Measuring Protein Concentration by Diffusion-Filtered Quantitative Nuclear Magnetic Resonance Spectroscopy
2019-01-04T00:00:00Z (GMT) by
The concentration of macromolecules in solution is a crucial property in many areas of research, including the development and commercialization of biological therapeutics. For proteins in particular, none of the reported methods for measuring concentration detect a molecular property that is known a priori; rather, they rely on ligand binding, degradation and derivitization, or an intrinsic property that must be determined experimentally. The purpose of this report is to describe (1) a diffusion-filtered qNMR experiment (DF-qNMR) for quantitating macromolecules in complex matrices and (2) an overall method for measuring absolute protein concentration based on this DF-qNMR experiment. This method combines protein denaturation with the diffusion filter to produce clean spectra of the protein with well-resolved resonances, regardless of the matrix complexity. The concentration is then obtained by comparing the peak area of the valine/isoleucine/leucine methyl groups to an external, certified, small-molecule quantitation standard. The method, which is referred to as VILMHA (valine isoleucine leucine methyl hydrogen analysis), was tested on three proteins of various sizes. In all cases, the measured concentration was within 1.8% of the labeled value for the undiluted standard reference material evaluated. In addition, the RSD’s were less than 1.25% in all cases and less than 1% in most cases. The accuracy, precision, and ease of use make this method superior to existing absolute protein concentration methods. Furthermore, VILMHA is ideally suited to serve as the basis for converting the relative protein concentration methods into absolute methods or establishing molecular-specific parameters. Finally, DF-qNMR has the potential to quantitate other types of macromolecules (e.g., such as polymers, surfactants, etc.) in the presence of small-molecule contaminants.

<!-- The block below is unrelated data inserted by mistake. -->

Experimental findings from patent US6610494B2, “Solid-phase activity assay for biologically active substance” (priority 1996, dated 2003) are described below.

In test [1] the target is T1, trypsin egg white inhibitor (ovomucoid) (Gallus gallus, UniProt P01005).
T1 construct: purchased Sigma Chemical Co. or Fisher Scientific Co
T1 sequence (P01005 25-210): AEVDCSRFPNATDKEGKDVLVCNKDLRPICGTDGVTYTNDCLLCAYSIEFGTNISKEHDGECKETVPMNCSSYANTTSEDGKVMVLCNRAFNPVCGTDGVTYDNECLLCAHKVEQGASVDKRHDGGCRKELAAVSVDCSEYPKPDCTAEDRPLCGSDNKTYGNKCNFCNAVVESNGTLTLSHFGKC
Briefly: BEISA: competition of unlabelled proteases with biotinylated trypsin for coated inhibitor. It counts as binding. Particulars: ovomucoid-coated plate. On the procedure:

CC BY-NC 4.0